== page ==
West Nile virus found in Lee County chickens. Health officials warn … – News-Press

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More Lee County chickens are turning up with West Nile virus, and health officials are warning about the potentially fatal disease.
It’s part of the annual cycle: Summer rains mean more mosquitos, including the Culex variety that carries West Nile, which is most prevalent in August and September. 
The good news: no human cases have yet been reported, according to Florida Department of Health’s Lee County office, but now’s the time to be extra careful. If the disease appears in the sentinel chicken flocks stationed throughout the county, it could make the jump to human populations.
How are chickens used? Lee County’s feathered flock helps humans stay safe from deadly mosquito-borne diseases like West Nile
In case you missed it:Shaggy-legged gallinipper and other mosquitoes are on the prowl across Florida
So far in Collier County, there are no reports of West Nile.
“(The) Collier County Mosquito Control District gathers and tests mosquitoes weekly from throughout the 401-square-mile district, and as of today there are no positives for any of the diseases (e.g, West Nile, dengue, etc.), which is very good news,” spokeswoman Robin King wrote in an email.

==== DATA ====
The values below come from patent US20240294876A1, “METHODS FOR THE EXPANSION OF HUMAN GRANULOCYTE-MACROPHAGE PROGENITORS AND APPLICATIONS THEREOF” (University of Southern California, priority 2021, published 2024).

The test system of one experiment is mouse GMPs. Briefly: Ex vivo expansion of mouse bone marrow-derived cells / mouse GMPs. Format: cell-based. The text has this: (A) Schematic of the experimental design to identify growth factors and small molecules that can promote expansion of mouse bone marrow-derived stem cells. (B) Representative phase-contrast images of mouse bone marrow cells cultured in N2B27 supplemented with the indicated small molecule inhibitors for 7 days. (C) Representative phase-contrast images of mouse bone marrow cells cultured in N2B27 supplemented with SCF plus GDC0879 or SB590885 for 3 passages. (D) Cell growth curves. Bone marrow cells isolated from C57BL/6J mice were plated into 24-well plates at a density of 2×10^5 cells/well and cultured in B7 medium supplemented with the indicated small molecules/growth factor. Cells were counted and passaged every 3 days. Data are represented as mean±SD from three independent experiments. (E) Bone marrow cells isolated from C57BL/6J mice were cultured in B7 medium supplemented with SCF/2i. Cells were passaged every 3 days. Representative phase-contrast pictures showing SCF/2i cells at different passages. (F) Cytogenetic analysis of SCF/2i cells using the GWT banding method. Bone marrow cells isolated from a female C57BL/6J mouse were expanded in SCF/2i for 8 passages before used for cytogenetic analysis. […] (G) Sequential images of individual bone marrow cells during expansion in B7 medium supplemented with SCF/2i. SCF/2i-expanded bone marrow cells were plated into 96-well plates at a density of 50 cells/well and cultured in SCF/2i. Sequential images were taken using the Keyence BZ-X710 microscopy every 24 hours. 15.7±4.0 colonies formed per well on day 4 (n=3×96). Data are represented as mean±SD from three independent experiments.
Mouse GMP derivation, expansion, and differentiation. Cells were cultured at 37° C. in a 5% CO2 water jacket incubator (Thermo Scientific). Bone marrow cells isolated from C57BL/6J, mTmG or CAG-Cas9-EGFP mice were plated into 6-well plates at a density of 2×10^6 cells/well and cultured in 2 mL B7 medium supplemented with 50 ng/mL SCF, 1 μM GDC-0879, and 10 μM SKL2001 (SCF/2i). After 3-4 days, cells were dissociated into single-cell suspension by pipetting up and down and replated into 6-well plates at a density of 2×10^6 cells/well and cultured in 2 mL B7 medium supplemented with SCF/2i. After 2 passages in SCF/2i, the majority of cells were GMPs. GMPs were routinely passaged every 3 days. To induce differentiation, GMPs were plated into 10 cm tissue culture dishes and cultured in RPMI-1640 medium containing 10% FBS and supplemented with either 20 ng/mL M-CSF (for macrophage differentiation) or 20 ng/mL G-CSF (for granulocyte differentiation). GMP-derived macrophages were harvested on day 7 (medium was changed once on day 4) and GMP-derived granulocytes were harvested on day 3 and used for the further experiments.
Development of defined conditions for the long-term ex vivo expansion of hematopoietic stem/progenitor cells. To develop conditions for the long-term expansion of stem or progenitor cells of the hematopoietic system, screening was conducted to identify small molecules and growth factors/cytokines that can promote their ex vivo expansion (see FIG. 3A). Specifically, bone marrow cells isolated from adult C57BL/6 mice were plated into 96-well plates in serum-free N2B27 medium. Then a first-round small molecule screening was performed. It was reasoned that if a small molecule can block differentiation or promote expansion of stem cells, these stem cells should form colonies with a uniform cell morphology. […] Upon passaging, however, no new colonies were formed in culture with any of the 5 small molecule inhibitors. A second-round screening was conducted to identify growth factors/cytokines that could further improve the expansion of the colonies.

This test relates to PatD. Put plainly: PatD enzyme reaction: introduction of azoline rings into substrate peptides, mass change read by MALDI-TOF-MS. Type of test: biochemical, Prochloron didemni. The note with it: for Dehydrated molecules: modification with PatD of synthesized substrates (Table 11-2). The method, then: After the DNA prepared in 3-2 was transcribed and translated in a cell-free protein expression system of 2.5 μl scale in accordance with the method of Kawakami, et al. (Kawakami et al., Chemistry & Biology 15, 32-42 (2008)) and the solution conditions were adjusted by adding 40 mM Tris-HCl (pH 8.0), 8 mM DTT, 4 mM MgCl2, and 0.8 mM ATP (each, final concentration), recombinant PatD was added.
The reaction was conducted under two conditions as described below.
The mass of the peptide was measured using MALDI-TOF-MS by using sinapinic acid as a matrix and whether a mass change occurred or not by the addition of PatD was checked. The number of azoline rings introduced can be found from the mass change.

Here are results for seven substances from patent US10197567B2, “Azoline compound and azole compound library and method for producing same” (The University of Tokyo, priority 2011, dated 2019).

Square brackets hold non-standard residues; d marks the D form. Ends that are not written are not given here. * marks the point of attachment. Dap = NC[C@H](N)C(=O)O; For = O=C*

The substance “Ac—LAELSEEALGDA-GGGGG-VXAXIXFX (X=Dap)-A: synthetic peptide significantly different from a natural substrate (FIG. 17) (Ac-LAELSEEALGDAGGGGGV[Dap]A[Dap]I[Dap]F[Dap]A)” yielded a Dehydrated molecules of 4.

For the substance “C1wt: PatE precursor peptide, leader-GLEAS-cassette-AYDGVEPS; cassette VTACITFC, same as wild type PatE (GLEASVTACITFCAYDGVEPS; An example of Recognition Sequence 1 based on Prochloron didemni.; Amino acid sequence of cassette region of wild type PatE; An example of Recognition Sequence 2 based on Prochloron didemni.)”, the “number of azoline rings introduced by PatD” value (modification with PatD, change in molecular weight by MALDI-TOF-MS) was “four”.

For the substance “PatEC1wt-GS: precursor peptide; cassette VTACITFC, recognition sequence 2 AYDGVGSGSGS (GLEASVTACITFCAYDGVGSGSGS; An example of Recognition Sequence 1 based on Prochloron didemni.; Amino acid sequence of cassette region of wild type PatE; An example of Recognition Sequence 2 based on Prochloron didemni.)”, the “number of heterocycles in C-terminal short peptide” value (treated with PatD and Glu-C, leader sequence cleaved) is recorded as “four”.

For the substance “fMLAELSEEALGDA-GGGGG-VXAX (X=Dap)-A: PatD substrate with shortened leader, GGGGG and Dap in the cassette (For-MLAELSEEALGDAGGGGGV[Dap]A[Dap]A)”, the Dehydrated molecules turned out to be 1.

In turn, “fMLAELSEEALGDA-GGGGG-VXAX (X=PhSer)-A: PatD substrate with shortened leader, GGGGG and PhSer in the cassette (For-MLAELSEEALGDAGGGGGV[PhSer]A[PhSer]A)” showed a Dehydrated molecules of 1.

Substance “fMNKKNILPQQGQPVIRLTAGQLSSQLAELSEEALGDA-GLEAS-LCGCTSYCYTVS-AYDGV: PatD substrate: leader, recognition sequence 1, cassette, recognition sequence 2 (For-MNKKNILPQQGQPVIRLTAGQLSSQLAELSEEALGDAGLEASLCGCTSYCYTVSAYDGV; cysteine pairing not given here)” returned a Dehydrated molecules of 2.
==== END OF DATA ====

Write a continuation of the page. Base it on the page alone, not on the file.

“Here in Collier, we are closely monitoring the status of the locally transmitted dengue occurring in Miami-Dade (which means mosquitoes there are transmitting the disease).”
In addition to West Nile, the insects can also transmit a host of other diseases, including Zika, malaria, yellow fever and dengue.
Though there’s a protective West Nile vaccine for horses, there’s not one for dogs, cats or humans. The best strategy is what the department calls “drain and cover,” basically means making standing water unavailable to egg-laying female mosquitoes.
About 80 percent of people infected with the virus don’t ever feel sick, but when the disease does develop, it can range from a minor-but-annoying flu-like fever to meningitis and death. You can’t get the disease through coughing, sneezing, or touching, according to the CDC, nor is it transmitted by live or dead infected birds.
To reduce your chances of getting mosquito-borne disease:
For more information on what repellent is right for you, consider using the Environmental Protection Agency’s search tool to help you choose skin-applied repellent products: https://www.epa.gov/insect-repellents/find-repellent-right-you#searchform.
Dead birds can be reported to the Florida Fish and Wildlife Conservation Commission: http://legacy.myfwc.com/bird/default.asp.
Source: Florida Department of Health, The News-Press archives

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